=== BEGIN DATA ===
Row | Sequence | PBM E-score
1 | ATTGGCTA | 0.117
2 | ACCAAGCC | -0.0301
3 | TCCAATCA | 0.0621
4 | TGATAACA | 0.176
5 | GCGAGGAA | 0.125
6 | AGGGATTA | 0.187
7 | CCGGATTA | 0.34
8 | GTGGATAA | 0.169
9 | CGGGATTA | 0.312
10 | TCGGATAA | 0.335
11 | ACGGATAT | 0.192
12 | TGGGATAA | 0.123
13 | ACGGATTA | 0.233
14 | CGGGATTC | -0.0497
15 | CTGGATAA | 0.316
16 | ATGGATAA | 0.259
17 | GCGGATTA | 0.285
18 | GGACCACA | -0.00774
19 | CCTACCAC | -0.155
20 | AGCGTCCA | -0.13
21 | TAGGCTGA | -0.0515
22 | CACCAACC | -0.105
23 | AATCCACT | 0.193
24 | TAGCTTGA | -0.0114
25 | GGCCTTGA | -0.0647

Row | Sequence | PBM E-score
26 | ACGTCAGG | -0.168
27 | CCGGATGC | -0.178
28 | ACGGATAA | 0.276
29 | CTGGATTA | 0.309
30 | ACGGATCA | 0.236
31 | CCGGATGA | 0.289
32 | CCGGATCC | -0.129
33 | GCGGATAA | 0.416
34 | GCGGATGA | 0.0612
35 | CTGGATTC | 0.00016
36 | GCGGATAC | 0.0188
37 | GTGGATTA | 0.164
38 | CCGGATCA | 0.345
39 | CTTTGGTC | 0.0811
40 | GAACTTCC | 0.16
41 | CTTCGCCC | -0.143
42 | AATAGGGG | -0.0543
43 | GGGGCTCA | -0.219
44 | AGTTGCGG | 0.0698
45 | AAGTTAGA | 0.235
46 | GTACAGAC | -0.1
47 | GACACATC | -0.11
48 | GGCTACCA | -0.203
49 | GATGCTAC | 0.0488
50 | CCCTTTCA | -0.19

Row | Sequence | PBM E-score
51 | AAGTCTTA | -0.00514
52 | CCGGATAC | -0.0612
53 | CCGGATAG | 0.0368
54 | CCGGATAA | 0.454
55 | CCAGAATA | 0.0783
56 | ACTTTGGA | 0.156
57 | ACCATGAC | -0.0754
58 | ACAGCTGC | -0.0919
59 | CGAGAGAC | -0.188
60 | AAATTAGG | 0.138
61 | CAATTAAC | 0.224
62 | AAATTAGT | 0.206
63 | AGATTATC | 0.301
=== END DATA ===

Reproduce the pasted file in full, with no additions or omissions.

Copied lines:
Row | Sequence | PBM E-score
1 | ATTGGCTA | 0.117
2 | ACCAAGCC | -0.0301
3 | TCCAATCA | 0.0621
4 | TGATAACA | 0.176
5 | GCGAGGAA | 0.125
6 | AGGGATTA | 0.187
7 | CCGGATTA | 0.34
8 | GTGGATAA | 0.169
9 | CGGGATTA | 0.312
10 | TCGGATAA | 0.335
11 | ACGGATAT | 0.192
12 | TGGGATAA | 0.123
13 | ACGGATTA | 0.233
14 | CGGGATTC | -0.0497
15 | CTGGATAA | 0.316
16 | ATGGATAA | 0.259
17 | GCGGATTA | 0.285
18 | GGACCACA | -0.00774
19 | CCTACCAC | -0.155
20 | AGCGTCCA | -0.13
21 | TAGGCTGA | -0.0515
22 | CACCAACC | -0.105
23 | AATCCACT | 0.193
24 | TAGCTTGA | -0.0114
25 | GGCCTTGA | -0.0647

Row | Sequence | PBM E-score
26 | ACGTCAGG | -0.168
27 | CCGGATGC | -0.178
28 | ACGGATAA | 0.276
29 | CTGGATTA | 0.309
30 | ACGGATCA | 0.236
31 | CCGGATGA | 0.289
32 | CCGGATCC | -0.129
33 | GCGGATAA | 0.416
34 | GCGGATGA | 0.0612
35 | CTGGATTC | 0.00016
36 | GCGGATAC | 0.0188
37 | GTGGATTA | 0.164
38 | CCGGATCA | 0.345
39 | CTTTGGTC | 0.0811
40 | GAACTTCC | 0.16
41 | CTTCGCCC | -0.143
42 | AATAGGGG | -0.0543
43 | GGGGCTCA | -0.219
44 | AGTTGCGG | 0.0698
45 | AAGTTAGA | 0.235
46 | GTACAGAC | -0.1
47 | GACACATC | -0.11
48 | GGCTACCA | -0.203
49 | GATGCTAC | 0.0488
50 | CCCTTTCA | -0.19

Row | Sequence | PBM E-score
51 | AAGTCTTA | -0.00514
52 | CCGGATAC | -0.0612
53 | CCGGATAG | 0.0368
54 | CCGGATAA | 0.454
55 | CCAGAATA | 0.0783
56 | ACTTTGGA | 0.156
57 | ACCATGAC | -0.0754
58 | ACAGCTGC | -0.0919
59 | CGAGAGAC | -0.188
60 | AAATTAGG | 0.138
61 | CAATTAAC | 0.224
62 | AAATTAGT | 0.206
63 | AGATTATC | 0.301